Ask a Clinician: Connect with Me!

I work with a child who’s hard to connect with. Why is it so hard? What can I do to make it easier?

Great question! Relationships are one of the things that make life worth living. For children with autism, differences in communication skills, sensory processing, interests and behaviour may all contribute to problems developing and nurturing relationships. Whether you’re a teacher, another professional, a parent, grandparent or another relative, you can help make it easier for children to connect with you – and this will help them connect with other people, too!

Autism affects communication, which may make children seem like they’re not interested in you. They may not talk, or may talk differently from other children their age. They may communicate by echoing what they have just heard, or may echo what they heard earlier. When you talk to them, they may not look like they’re paying any attention to you. Social cues may get missed – you may wave excitedly at them, and they simply don’t react. Communication may be direct, making it seem insensitive. All of these differences may make children seem rude or disinterested.

In addition to communication differences, autism involves differences in the way the brain handles information from the senses. Children on the spectrum are more likely to be distracted by what they see, hear, smell, feel, and taste, or they may only be able to understand information from one sense at a time. Senses may be hypersensitive, sometimes even causing pain. Other senses may be hyposensitive, so that important information goes unnoticed. Managing all this confusing information takes a lot of time and energy away from building relationships. It might also be hard for you to understand the way they experience the world, making it harder for you to connect with them.

If communication and sensory differences aren’t enough, children on the spectrum tend to have very intense interests, and they might talk about them a lot. These interests may seem unusual to you, and make it trickier for you to connect with them.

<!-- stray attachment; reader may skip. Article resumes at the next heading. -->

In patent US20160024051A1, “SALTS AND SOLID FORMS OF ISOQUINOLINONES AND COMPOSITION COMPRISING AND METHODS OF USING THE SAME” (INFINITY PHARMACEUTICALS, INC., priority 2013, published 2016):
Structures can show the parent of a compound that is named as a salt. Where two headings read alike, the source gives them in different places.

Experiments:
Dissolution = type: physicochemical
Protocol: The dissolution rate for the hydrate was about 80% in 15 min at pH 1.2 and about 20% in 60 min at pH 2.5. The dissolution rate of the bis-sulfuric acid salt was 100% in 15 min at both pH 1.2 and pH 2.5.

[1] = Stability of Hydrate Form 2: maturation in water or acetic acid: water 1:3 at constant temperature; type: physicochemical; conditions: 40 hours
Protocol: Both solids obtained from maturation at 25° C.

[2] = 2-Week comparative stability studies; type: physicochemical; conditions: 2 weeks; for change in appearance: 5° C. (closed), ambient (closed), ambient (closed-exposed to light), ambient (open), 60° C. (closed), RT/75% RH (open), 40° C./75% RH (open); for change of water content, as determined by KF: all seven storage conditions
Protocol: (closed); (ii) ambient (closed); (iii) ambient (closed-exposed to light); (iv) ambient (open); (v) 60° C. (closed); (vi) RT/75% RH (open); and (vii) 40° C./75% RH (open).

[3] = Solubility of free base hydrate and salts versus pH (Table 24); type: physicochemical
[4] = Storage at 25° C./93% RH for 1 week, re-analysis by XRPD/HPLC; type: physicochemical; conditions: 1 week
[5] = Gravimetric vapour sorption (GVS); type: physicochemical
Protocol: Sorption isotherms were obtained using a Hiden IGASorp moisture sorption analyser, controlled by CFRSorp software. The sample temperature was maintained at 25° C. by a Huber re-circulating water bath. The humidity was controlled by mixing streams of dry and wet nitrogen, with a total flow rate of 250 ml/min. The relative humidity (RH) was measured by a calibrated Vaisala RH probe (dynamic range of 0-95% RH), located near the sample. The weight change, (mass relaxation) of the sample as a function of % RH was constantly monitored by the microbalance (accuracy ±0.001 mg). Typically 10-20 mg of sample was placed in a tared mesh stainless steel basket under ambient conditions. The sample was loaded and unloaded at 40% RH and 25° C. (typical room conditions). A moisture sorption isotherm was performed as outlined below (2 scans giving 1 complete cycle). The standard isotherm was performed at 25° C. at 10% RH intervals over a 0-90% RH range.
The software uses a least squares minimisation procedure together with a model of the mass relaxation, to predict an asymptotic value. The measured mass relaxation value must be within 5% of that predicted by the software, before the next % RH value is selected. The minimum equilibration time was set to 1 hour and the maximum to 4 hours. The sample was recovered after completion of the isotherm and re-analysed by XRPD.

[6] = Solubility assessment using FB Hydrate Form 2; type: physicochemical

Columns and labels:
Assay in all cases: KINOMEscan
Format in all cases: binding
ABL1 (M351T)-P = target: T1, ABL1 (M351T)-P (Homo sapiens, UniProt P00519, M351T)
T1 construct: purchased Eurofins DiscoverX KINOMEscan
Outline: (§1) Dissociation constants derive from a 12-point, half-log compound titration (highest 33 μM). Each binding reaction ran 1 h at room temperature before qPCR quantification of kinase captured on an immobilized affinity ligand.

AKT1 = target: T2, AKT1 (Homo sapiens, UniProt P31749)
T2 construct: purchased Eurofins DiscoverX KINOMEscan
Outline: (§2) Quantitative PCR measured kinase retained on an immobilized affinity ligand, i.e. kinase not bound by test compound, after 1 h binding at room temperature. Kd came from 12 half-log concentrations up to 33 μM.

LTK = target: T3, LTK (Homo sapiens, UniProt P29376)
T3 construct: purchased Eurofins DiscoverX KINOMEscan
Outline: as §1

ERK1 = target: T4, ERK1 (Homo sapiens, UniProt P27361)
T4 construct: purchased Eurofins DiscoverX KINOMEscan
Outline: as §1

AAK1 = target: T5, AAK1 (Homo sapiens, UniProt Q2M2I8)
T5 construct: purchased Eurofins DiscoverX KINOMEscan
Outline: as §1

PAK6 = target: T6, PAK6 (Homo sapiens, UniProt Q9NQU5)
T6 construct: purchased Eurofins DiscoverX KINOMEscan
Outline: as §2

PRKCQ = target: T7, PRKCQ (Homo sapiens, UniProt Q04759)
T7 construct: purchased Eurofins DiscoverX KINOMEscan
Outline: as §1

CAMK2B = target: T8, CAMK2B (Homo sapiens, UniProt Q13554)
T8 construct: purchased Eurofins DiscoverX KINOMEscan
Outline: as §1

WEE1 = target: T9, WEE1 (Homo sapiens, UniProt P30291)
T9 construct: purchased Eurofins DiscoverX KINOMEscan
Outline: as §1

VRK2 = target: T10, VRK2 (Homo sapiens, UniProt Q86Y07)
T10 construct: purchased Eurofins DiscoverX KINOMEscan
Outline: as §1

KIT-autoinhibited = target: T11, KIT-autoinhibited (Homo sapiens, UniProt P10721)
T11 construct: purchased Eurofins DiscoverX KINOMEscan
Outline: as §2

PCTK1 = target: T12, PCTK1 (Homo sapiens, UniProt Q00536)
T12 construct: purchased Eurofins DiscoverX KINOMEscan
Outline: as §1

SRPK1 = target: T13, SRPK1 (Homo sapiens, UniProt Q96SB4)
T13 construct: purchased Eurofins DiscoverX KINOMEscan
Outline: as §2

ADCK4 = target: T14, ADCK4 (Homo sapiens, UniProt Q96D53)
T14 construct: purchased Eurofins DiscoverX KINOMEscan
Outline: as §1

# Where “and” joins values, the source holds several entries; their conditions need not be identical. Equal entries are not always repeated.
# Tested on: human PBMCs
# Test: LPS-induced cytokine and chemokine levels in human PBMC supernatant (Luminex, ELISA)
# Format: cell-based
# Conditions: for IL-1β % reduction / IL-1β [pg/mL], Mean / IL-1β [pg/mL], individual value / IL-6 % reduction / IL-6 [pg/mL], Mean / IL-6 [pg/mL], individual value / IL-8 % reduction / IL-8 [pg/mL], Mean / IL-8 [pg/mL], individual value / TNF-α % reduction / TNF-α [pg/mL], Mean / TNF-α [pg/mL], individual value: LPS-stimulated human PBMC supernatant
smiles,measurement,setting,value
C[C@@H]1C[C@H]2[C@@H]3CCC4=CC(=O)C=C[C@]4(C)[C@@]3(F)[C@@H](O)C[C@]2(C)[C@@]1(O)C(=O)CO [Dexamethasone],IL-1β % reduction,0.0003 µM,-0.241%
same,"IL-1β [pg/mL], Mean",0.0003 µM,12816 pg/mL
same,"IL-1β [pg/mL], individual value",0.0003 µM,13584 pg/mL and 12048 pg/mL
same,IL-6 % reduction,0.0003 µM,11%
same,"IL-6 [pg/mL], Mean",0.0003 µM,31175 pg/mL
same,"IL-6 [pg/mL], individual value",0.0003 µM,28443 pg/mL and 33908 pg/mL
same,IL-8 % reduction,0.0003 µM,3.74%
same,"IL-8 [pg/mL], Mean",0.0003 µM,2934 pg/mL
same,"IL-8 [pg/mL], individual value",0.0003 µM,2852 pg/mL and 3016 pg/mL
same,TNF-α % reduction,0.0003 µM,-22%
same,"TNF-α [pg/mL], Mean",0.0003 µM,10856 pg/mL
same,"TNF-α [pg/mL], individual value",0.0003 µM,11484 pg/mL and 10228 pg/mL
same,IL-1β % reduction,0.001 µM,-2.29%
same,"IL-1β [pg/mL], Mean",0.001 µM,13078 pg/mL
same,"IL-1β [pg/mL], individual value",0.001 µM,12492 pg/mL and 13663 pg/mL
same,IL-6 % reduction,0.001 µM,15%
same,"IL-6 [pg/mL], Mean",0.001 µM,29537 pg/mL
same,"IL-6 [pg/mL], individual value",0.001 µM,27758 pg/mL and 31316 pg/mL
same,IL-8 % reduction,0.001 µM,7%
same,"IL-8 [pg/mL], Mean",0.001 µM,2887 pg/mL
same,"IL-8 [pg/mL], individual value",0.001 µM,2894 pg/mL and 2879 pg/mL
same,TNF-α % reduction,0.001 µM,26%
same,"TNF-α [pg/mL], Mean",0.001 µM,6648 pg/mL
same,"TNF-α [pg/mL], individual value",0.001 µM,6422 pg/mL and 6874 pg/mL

Finally, some children on the spectrum have challenging behaviours. These behaviours often result from difficulty communicating, and can be a way of protesting, demanding something, or expressing anger, fear, or frustration. Another possibility is that sensory processing difficulties are causing the behaviours. Additionally, children on the spectrum tend to have intense emotions but sometimes lack the ability to understand these emotions, which can make them feel overwhelmed. Connecting with a child with behavioural challenges may seem daunting.

Children who struggle to develop relationships need extra help. That makes it especially important for you to make an extra effort to connect with them. Whether you’re a teacher, another professional, a paraprofessional, a parent, a grandparent or another relative, making this extra effort will help them connect with you and with all the people in their lives.

All children are different, so there is no advice that will fit every child. I hope this helps you and the child you’re working with:

Have Fun Together

Interact with children through activities that they enjoy. If they like to play alone, try playing with something similar beside them. Imitate their playful actions to join them in play. Develop routines, play routines, finger plays, songs, games and stories (these can be from books but they don’t have to be), gradually adding new ones. Play board games or active games like tag together.

Honour Children’s Passions

Pay attention to what interests them! That might mean playing with dinosaurs or it might mean talking about chimpanzees. Honouring children’s passions helps them to feel valued and to connect to you.

Connect Through Communication

Pay close attention to their communication. Try to figure out what they are telling you and respond to it. Children may communicate using gestures, signs, sounds, spoken words and sentences, writing, drawing, picture communication or a communication device. Responding to any attempts to communicate helps children to get better at connecting through communication.

Connect through Caring

Let them know that you care about them. Don’t forget to tell children that you like them, and what you like about them.

It takes extra effort to connect with some children on the autism spectrum. You may be surprised, though, at how much fun it can be!


For more information or advice, contact:

Stephanie Harvey, MA, SLP (C)
Speech-Language Pathologist
www.SpeechWorksInc.ca
www.TalkToTheSLP.com

Stephanie Harvey, RSLP, MA, SLP (C), is a Speech-Language Pathologist at SpeechWorks Inc. She runs Connect & Communicate groups to help children, teens and adults to develop social language skills, and provides individual speech and language assessment and treatment in English and French.

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